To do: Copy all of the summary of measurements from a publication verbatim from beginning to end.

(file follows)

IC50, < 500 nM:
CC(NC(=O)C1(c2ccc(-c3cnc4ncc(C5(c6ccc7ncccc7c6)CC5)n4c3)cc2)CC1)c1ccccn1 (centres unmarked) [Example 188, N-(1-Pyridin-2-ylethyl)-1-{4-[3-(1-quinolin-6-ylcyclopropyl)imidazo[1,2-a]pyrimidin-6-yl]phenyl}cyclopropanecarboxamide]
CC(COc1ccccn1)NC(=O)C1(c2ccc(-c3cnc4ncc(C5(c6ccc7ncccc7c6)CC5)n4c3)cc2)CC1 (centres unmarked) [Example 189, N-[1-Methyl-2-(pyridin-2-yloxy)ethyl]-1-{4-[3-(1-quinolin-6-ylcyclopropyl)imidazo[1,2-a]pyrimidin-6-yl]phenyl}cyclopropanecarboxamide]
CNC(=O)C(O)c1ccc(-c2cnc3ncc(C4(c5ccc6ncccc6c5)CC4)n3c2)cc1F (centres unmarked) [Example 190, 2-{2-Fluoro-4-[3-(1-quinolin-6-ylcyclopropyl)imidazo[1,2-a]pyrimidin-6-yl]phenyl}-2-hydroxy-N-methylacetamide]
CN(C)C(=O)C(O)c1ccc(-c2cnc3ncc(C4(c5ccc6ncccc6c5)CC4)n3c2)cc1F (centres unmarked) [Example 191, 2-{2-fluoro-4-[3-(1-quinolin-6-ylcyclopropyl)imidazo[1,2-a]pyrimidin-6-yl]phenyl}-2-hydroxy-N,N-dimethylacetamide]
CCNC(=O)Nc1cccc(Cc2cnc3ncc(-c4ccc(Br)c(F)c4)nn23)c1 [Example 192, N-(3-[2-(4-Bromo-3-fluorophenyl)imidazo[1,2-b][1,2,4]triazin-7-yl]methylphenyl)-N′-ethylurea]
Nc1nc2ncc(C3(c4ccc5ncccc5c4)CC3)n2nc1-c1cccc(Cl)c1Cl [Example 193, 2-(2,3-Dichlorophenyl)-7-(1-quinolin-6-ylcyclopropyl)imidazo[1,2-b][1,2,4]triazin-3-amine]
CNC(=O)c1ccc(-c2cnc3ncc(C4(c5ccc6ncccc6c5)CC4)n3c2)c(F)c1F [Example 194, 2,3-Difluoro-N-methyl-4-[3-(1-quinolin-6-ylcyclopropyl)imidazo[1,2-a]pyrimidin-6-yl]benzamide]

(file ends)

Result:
IC50, < 500 nM:
CC(NC(=O)C1(c2ccc(-c3cnc4ncc(C5(c6ccc7ncccc7c6)CC5)n4c3)cc2)CC1)c1ccccn1 (centres unmarked) [Example 188, N-(1-Pyridin-2-ylethyl)-1-{4-[3-(1-quinolin-6-ylcyclopropyl)imidazo[1,2-a]pyrimidin-6-yl]phenyl}cyclopropanecarboxamide]
CC(COc1ccccn1)NC(=O)C1(c2ccc(-c3cnc4ncc(C5(c6ccc7ncccc7c6)CC5)n4c3)cc2)CC1 (centres unmarked) [Example 189, N-[1-Methyl-2-(pyridin-2-yloxy)ethyl]-1-{4-[3-(1-quinolin-6-ylcyclopropyl)imidazo[1,2-a]pyrimidin-6-yl]phenyl}cyclopropanecarboxamide]
CNC(=O)C(O)c1ccc(-c2cnc3ncc(C4(c5ccc6ncccc6c5)CC4)n3c2)cc1F (centres unmarked) [Example 190, 2-{2-Fluoro-4-[3-(1-quinolin-6-ylcyclopropyl)imidazo[1,2-a]pyrimidin-6-yl]phenyl}-2-hydroxy-N-methylacetamide]
CN(C)C(=O)C(O)c1ccc(-c2cnc3ncc(C4(c5ccc6ncccc6c5)CC4)n3c2)cc1F (centres unmarked) [Example 191, 2-{2-fluoro-4-[3-(1-quinolin-6-ylcyclopropyl)imidazo[1,2-a]pyrimidin-6-yl]phenyl}-2-hydroxy-N,N-dimethylacetamide]
CCNC(=O)Nc1cccc(Cc2cnc3ncc(-c4ccc(Br)c(F)c4)nn23)c1 [Example 192, N-(3-[2-(4-Bromo-3-fluorophenyl)imidazo[1,2-b][1,2,4]triazin-7-yl]methylphenyl)-N′-ethylurea]
Nc1nc2ncc(C3(c4ccc5ncccc5c4)CC3)n2nc1-c1cccc(Cl)c1Cl [Example 193, 2-(2,3-Dichlorophenyl)-7-(1-quinolin-6-ylcyclopropyl)imidazo[1,2-b][1,2,4]triazin-3-amine]
CNC(=O)c1ccc(-c2cnc3ncc(C4(c5ccc6ncccc6c5)CC4)n3c2)c(F)c1F [Example 194, 2,3-Difluoro-N-methyl-4-[3-(1-quinolin-6-ylcyclopropyl)imidazo[1,2-a]pyrimidin-6-yl]benzamide]